Friday, April 17, 2009

Patriotism v. Nationalism

While a boisterous minority of Americans prepared for and engaged in the Tax Day Tea Party That In No Way Should Be Equated With Or Positively Compared To The Actual Boston Tea Party, according to a recent Gallup poll nearly two-thirds of Americans think the taxes they paid this year are fair. There are more Americans (48%) that think their taxes are about right than Americans that think their taxes are too high (46%). This represents the most positive feelings that Americans have about their taxes since 1956.

Pres. Obama's approval and favorability ratings are holding steady around 60% nationwide. A majority of Americans feel the economy is on the right track. Even in Utah, land of the religious conservative, the latest data (discussed here) show that a majority of Utahns approve of the job Pres. Obama is doing.

So how do we square these generally very positive feelings about the president and taxes with the Tax Day Tea Party That In No Way Should Be Equated With Or Positively Compared To The Actual Boston Tea Party, where so many protesters toted incendiary and offensive posters? (Go ahead and Google Image search Tax Day Tea Pary, or go here. Note: I understand they are the small minority of the protesters, who were in turn a small minority of conservatives, who are in turn a minority of Americans. Disturbing nonetheless).

I think what we are seeing is how thin the line is between patriotism and nationalism. I came across a nice summary of the difference:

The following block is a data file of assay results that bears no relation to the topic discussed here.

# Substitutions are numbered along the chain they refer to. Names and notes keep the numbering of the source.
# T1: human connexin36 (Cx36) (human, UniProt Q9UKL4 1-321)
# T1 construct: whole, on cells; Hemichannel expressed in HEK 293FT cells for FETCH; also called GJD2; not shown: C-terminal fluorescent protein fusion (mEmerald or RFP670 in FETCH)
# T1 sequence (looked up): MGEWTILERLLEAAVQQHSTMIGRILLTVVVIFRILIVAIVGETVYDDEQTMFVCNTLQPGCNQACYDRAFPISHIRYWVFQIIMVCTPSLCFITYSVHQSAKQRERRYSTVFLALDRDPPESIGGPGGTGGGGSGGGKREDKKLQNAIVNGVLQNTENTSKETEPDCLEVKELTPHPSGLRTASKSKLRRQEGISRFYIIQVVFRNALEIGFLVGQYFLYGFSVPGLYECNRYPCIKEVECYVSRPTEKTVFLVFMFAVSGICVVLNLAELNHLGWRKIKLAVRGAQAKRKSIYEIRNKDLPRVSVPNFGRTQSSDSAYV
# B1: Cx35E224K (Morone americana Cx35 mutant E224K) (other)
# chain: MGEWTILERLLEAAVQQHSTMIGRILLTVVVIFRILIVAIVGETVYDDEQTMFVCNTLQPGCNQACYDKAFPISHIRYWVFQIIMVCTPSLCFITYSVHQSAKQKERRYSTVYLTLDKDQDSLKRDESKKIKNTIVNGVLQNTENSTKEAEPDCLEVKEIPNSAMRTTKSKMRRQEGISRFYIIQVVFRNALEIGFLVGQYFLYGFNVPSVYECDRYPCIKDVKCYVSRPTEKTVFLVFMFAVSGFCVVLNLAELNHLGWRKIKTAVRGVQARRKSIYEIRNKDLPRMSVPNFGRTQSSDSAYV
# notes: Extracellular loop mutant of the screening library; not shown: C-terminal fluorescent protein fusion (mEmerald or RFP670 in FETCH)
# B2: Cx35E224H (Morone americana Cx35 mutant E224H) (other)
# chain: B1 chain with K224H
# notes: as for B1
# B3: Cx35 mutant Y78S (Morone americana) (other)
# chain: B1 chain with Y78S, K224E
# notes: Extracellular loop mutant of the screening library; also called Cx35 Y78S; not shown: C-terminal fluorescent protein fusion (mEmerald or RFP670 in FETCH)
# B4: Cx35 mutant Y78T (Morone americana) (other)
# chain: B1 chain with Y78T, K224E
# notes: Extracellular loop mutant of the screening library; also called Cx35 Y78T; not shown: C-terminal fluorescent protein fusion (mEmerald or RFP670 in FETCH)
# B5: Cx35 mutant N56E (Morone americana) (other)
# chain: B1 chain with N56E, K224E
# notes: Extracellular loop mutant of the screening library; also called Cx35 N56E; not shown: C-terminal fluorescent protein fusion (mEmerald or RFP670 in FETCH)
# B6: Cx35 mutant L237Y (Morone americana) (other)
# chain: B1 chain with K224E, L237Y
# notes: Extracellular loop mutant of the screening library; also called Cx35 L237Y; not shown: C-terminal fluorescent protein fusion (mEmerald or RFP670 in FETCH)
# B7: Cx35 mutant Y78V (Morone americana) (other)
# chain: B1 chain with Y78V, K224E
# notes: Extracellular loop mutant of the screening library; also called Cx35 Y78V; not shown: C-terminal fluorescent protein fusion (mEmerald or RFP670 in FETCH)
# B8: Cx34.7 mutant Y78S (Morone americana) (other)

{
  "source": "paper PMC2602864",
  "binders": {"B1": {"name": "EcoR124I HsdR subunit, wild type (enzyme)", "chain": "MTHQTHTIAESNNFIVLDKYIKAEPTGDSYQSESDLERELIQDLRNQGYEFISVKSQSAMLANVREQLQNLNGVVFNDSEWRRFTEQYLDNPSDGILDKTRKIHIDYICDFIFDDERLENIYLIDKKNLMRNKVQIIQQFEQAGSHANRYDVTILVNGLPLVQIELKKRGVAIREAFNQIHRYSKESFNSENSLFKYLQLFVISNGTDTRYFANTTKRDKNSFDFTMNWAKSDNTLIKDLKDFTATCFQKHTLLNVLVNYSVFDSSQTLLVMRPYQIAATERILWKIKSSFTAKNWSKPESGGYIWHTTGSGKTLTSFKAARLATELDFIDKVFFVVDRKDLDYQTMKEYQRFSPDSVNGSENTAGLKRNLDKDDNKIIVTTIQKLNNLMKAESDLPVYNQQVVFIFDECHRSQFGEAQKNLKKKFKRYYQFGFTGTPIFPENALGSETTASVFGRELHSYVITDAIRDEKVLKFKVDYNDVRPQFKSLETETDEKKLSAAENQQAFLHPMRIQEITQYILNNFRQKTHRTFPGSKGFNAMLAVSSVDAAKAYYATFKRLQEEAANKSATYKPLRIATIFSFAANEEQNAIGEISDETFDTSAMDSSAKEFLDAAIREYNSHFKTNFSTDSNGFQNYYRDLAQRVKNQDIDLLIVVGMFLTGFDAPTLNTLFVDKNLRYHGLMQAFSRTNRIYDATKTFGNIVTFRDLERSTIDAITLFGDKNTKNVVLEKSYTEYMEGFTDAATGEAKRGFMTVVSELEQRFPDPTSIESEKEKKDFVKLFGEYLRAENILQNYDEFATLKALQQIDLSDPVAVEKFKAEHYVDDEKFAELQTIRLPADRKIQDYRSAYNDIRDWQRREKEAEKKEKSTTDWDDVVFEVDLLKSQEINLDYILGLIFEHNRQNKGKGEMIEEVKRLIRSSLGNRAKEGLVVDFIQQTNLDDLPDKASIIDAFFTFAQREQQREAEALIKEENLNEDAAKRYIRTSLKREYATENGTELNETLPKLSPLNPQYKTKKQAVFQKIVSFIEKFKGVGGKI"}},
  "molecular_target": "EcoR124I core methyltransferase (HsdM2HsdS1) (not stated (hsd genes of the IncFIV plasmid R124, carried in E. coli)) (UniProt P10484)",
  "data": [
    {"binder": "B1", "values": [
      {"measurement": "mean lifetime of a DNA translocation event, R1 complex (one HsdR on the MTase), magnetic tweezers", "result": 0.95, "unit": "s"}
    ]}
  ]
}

The love of country—patriotism—is a very different sentiment from nationalism. A fine book by Benedict Anderson, Imagined Communities, beautifully distinguishes between nationalist and patriotic sentiments. Nationalism is an aggrandizing, tribalistic sentiment that defines one’s own group as opposed to alien groups, which are seen as potential rivals or enemies to be overcome or excluded. Patriotism, by contrast, implies love of country without necessarily implying hostility to anybody else. American patriotism is built of shared knowledge, attitudes, loyalties, and values, including the values of nonexclusion, toleration, and respect for other religions and cultures. Americans have proved that it is possible to feel patriotic about a cosmopolitan, diverse country, which is loved more for its vital diversity than for its racial or ethnic purity.
More Americans are patriotic than nationalistic, no question. I suppose you get more nationalists on the right, whereas the complaint about the extreme left is that they are internationalists who want to give up American sovereignty. But with all the rhetoric lately about Pres. Obama being a socialist, communist, fascist (the irony), tyrant, anti-American, mixed with the over-the-top language by Glenn Beck and Texas governor Rick Perry about sucession from the Union, I think it is important to step back every once in a while and contemplate the difference between nationalism and patriotism.

In American patriotism we embrace diversity, the political process, peaceful dissent, democracy, the good we see in each other, and ways we can improve. The nationalists embrace homogeny, power, and exclusion. Peaceful tax day protests, or any other peaceful protest, is patriotic. Mean-spiritedness and fear-mongering (from both sides, things were regularly said about Pres. Bush that were not patriotic) have no place. Criticizing our leaders is patriotic, vitriol is not.

We are absolutely not in danger of becoming socialist, communist, lead by a dictator, or any of the other silly things we are hearing from the extreme right. Americans employed the democratic process and elected a government that most closely aligned with the views of the majority. In time, as is always the case, conservatives will find a voice that appeals to the majority and come back into power. We are constantly searching for an equilibrium and never finding it, which is perfectly healthy. But seriously, enough with the sensationalism (synomym: nationalism).

1 comment:

Chad said...

See last comment on previous posts.